The IMF points out that women are still not participating in the work force at the same rate as men.
Government policies have boosted women’s participation in the work force. But women still make up a smaller percentage of the labor force than men in most countries. Of the many policies available, such as education and legal rights, which ones provide the most “bang for the buck” to reduce inequality between men and women?
Our chart of the week, based on a recent IMF study , shows that policies that narrow gender gaps between men and women in education have paid off the most in all regions.
By analyzing data from 1980-2014, the study found that education contributed more to narrowing the gender gap in North America—by 47 percentage points—than in any other region, because the average years of women’s total schooling is much higher. Europe and Central Asia lowered the gap by more than 41 percentage points. East Asia and the Pacific reduced the gap by more than 35 percentage points. South Asia and sub-Saharan Africa have the potential to catch up, both currently at 16 percentage points each.
When comparing regions, most have also been able to narrow the labor force participation gap by more than 10 percentage points on average, through their legal institutions and equality in legal rights for women, during the time frame studied. Strong legal institutions, such as supreme courts, parliaments, and heads of state, as measured by the control of corruption, and the economic risk rating of a country, played a role in increasing female labor force participation.
Equal legal rights for women, specifically equal inheritance rights, also served to reduce the gap in these countries. The Middle East and North Africa is an exception, as this region still faces a relatively high number of legal restrictions against women.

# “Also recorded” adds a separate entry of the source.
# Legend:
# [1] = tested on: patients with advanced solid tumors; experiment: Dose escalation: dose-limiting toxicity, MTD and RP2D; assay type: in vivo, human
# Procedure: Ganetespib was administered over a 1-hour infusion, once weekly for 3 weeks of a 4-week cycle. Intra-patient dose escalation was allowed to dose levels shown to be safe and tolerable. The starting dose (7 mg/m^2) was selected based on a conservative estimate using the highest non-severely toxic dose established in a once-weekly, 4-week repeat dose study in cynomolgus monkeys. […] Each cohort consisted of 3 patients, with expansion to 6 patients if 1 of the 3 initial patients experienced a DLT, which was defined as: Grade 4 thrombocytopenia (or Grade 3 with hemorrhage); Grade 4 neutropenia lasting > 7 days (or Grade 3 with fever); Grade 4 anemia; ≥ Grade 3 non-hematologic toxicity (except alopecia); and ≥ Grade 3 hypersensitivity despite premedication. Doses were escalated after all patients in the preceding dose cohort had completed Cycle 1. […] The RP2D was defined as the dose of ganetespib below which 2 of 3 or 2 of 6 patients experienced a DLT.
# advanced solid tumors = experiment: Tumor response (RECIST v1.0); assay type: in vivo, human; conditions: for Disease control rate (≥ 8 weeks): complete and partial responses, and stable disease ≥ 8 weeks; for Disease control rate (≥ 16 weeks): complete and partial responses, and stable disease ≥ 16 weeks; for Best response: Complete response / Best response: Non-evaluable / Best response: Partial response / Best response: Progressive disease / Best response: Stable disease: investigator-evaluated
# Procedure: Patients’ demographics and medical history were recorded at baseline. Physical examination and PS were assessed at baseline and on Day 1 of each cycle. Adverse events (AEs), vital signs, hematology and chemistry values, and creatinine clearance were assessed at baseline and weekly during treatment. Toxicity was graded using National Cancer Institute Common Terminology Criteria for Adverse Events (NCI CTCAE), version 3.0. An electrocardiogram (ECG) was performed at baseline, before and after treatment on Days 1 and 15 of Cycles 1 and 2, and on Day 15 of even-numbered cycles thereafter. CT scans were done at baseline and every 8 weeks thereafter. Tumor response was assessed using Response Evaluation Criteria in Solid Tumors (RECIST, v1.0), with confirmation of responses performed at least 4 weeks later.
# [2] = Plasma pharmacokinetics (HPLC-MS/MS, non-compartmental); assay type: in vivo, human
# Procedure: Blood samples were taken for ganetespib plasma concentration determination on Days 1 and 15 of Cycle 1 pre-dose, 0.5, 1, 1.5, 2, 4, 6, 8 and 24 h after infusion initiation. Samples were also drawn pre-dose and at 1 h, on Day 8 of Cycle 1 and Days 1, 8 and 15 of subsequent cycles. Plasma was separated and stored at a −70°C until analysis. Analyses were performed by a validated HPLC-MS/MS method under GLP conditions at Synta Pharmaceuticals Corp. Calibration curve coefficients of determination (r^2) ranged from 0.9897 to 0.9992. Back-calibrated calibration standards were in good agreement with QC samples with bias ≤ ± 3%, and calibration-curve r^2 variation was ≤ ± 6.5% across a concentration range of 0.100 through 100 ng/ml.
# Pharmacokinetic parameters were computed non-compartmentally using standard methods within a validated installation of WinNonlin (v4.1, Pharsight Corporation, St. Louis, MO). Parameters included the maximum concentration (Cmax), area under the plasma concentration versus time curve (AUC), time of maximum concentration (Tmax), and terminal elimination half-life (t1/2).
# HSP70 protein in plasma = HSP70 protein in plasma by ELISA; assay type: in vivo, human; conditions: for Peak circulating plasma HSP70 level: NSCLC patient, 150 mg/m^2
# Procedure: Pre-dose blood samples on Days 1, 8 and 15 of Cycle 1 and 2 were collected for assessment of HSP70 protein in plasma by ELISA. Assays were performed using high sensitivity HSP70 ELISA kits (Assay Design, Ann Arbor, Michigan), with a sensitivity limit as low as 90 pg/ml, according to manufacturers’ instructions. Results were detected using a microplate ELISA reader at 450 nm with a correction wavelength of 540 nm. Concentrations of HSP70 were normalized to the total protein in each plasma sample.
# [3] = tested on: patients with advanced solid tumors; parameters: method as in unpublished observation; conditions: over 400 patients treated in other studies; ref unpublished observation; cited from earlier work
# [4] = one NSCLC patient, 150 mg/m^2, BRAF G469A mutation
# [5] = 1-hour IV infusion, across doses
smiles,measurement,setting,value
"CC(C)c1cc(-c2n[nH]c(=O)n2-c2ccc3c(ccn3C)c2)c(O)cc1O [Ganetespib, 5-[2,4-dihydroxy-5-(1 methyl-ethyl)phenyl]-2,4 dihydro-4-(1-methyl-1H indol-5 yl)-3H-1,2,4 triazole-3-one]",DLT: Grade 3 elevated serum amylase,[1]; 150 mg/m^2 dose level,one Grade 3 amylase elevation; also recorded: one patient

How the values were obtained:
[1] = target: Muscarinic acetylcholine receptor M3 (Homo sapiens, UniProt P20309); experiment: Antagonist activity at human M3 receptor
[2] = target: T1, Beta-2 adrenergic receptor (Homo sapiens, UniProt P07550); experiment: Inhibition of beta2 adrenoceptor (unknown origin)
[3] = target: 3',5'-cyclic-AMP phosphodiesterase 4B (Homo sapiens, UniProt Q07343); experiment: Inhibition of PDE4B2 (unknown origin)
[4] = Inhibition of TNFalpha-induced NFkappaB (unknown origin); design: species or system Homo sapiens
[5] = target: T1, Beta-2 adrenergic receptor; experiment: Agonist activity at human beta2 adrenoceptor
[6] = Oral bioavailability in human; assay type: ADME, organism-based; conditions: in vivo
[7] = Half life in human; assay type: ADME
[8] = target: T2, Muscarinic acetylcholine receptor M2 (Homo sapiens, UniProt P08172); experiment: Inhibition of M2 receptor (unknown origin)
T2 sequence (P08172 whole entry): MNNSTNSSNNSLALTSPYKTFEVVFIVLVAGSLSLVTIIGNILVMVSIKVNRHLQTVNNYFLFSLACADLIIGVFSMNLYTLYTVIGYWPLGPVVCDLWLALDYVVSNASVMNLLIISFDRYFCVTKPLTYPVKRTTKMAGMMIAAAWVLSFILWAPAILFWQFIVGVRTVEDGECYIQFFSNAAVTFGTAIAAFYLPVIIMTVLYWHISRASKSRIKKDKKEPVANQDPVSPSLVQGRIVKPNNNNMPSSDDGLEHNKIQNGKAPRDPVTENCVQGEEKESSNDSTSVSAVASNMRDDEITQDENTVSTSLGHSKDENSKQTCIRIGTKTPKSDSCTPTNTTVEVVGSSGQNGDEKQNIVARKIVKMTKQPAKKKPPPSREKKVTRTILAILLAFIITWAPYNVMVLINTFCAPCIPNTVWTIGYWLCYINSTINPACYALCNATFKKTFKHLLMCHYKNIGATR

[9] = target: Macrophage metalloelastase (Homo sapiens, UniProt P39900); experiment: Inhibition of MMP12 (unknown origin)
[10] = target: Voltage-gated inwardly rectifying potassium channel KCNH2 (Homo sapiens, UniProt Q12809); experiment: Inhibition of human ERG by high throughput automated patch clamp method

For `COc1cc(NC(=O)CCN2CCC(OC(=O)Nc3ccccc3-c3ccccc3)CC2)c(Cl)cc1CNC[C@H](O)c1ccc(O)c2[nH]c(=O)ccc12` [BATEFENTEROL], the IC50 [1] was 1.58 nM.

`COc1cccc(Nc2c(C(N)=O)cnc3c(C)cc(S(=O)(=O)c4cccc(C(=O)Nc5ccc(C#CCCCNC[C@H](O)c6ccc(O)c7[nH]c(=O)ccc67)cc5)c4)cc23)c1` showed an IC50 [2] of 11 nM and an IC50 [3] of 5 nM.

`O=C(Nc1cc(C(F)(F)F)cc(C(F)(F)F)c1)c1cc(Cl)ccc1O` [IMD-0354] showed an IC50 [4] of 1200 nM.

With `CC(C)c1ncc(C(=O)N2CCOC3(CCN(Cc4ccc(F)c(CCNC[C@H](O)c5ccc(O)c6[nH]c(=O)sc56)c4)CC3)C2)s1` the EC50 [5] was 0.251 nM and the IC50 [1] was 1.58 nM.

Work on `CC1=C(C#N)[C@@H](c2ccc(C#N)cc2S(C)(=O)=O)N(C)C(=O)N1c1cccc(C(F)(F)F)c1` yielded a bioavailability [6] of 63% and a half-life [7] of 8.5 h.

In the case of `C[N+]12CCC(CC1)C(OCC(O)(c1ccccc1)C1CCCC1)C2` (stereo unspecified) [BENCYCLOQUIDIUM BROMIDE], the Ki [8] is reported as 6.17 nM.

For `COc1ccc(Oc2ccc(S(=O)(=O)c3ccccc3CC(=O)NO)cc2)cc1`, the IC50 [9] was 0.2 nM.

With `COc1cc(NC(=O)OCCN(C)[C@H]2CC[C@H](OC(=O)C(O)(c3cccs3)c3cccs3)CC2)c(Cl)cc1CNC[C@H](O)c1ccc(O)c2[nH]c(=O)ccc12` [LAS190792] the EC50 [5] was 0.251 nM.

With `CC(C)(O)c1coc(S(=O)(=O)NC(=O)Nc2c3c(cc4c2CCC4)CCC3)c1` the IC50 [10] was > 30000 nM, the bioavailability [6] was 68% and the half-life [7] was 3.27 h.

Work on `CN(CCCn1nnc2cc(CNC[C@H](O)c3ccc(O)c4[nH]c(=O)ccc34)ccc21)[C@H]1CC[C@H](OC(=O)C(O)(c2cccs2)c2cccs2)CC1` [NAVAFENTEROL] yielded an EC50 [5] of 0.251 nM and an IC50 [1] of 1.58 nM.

Equal legal rights for women has narrowed the gender gap between men and women.
Infrastructure—in particular, improving sanitation facilities —can play a large role in less developed countries. Improved facilities, including access to running water and electricity, results in less time needed to spend on household work, and more opportunity to join the labor market. South Asia and sub-Saharan Africa have potential to catch up with the other regions.
While a lot of progress has been made in recent years to reduce gender gaps, women still do not participate in the work force at the same rate as men in most countries. A woman’s access to education, social and financial services, and legal rights remains limited at best, especially in emerging markets and low-income countries.
These differences result in less economic power for women, lower savings and pensions, and lower growth and economic development in these countries.
The scope for government policies to narrow gender gaps at work is large. Some economic policies that can boost gender equality include:
|Girls need to go to school and stay in school.
|Improve infrastructure, especially sanitation facilities in low-income countries.
Social campaigns and policies
|Reduce adolescent fertility and equalize the legal marriage age for women and men to keep girls in school.